WREDC eyes housing crunch
WORTHINGTON —Abraham Algadi wants a plan.
“From my perspective and from WREDC’s perspective, we think the time to talk about the problem is over,” Algadi said. “Now it’s time for action.”
Thursday’s meeting —at the Biotechnology Advancement Center — is to convene local professionals in construction, finance and planning to find out why no progress has been made.
“We believe it’s critical to engage partners in the private sector who are in the industry in the finance, planning and on the construction end,” Algadi said. “That is the idea behind getting everybody together from the local market and finding out the answer to the following question: What is it we collectively — the public sector, the private sector —need done in order for them to begin to make serious investments that would make a dent in our $50 million problem?”
Algadi acknowledges there have been plenty of meetings before.
“I want to be very clear in saying this — we have talked and talked and talked about housing at a number of levels,” he said. “We had the Minnesota Housing get-together, we had the housing study.”
That study, completed earlier this year, shows Worthington needs 250 to 260 rental units currently and 175 to 200 houses by 2020.
“Of course, we know that housing has other factors that control it that are beyond our control,” Algadi said. “For instance, interest rates, material costs, transportation costs, fuel costs, affordability. We’re not talking about those things. What we’re saying is we need to understand that baseline for where the market is within southwest Minnesota. We need to understand what role Worthington needs to play in that market and then we need to fulfil that market, both on the rental and owner-occupied.”
Algadi said once the right people can be convened at the same time, there can be some serious movement.
“If we can answer the questions as to why we’re not having investments, then the answer becomes obvious and the course of action becomes obvious,” he said. “The trick here is to bring all this with the city, the private sector, the builders, the bankers and everybody — to put them in the pot at the same time.”
By the end of Thursday’s meeting, Algadi wants a plan.
“There is a danger of people saying, ‘There you go, they are having another meeting.’ I don’t want to waste anybody’s time,” Algadi said. “I don’t think it’s fair to invite builders or invite anybody and say, ‘Tell us about housing,’ and then two months later we haven’t done anything. The purpose of the meeting is to walk out at the end of the meeting with a clear understanding of what it is we need to do and begin to put an action plan in place so by April or May or next year, (where) we really have something that you can drive by and point to and say, ‘Worthington is doing it.’”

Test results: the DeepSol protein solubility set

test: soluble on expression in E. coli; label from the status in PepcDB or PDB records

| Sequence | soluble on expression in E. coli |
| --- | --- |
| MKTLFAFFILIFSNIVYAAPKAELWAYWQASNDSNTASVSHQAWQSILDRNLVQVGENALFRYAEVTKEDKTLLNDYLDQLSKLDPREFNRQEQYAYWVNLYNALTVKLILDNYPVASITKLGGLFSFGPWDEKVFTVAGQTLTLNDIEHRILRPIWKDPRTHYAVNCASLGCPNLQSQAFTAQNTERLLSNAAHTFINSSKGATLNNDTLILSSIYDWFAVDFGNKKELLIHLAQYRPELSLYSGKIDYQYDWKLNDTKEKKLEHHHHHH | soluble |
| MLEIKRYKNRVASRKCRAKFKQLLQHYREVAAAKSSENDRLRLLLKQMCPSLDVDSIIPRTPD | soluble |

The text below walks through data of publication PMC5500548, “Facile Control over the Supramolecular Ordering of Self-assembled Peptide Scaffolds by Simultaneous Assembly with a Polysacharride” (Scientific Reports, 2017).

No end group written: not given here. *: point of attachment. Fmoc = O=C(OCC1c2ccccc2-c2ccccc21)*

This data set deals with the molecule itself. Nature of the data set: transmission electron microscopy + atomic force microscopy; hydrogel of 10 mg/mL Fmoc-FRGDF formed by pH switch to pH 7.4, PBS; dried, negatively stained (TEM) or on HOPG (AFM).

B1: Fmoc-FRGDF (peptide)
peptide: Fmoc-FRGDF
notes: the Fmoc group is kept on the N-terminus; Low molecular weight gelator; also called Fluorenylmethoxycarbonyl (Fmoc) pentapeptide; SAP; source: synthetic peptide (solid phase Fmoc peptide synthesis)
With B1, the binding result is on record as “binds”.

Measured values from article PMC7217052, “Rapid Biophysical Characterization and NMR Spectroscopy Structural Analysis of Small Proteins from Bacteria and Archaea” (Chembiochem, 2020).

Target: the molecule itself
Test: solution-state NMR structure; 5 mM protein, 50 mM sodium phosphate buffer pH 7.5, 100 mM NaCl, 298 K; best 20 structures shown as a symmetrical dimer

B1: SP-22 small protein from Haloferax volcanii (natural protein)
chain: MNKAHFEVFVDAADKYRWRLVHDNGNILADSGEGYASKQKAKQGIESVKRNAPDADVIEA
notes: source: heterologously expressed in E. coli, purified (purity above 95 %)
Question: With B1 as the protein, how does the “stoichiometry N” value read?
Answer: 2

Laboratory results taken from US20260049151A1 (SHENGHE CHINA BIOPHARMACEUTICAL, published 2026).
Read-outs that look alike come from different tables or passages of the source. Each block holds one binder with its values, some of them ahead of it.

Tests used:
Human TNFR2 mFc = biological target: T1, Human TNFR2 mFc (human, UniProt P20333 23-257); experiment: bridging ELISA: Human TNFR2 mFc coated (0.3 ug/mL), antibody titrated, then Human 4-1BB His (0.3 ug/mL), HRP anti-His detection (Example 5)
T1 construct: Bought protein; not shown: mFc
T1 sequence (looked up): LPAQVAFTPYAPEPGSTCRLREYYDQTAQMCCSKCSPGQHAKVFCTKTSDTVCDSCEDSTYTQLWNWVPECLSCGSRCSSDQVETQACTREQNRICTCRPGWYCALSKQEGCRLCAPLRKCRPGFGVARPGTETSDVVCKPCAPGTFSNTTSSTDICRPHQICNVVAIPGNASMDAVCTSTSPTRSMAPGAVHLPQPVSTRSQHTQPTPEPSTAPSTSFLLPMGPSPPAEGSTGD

For more information on Thursday’s meeting, contact the WREDC at 372-5515.
Troubles for HRA project
While the WREDC is actively pursuing housing options, another project in town has stalled.
According to Randy Thompson, executive director of the Worthington Housing and Redevelopment Authority (HRA), the Rising Sun Estates project isn’t progressing at this time.
“We just have a lot of things on hold right now,” Thompson said. “We don’t have anything moving forward right now.”
Thompson said rising costs have affected the ability to complete the project. In fact, the HRA board may seek out other options of companies to build the proposed complex.
“Right now, I can’t even say that for sure we have a project that’s going to move forward,” he said. “I hate to say that, but that’s kind of where things landed at the end of the meeting (Wednesday). We need to have some more exploration done, and (we need to answer the question) ‘Where are our final numbers going to land?”’
The HRA had discussed asking the city council for more money outside of a $600,000 to $800,000 loan already approved.
“We’re not going to city council with a request because we don’t even have a final project number,” Thompson said. “Now with what has happened with the increase, it really has made the board say, ‘You know what, we probably need to at least explore other options if there is a way to get it done for any less and maintain project quality and integrity.’”
At this point, Thompson is still hopeful construction can begin in the spring.
“It’s just a really frustrating time in this project,” he said. “I’m really not ready to make a whole lot more comments just because of the way things continue to not go the right direction in this project.
“It’s certainly not dead,” Thompson added. “Our HRA board has had a lot of resilience I think in this project to keep it going this far. They just feel there is too much time and dollars that have been spent to this point to not do everything we can possibly do to get this thing done. We don’t want to get ourselves into something we can’t pay for. It still has to work financially.”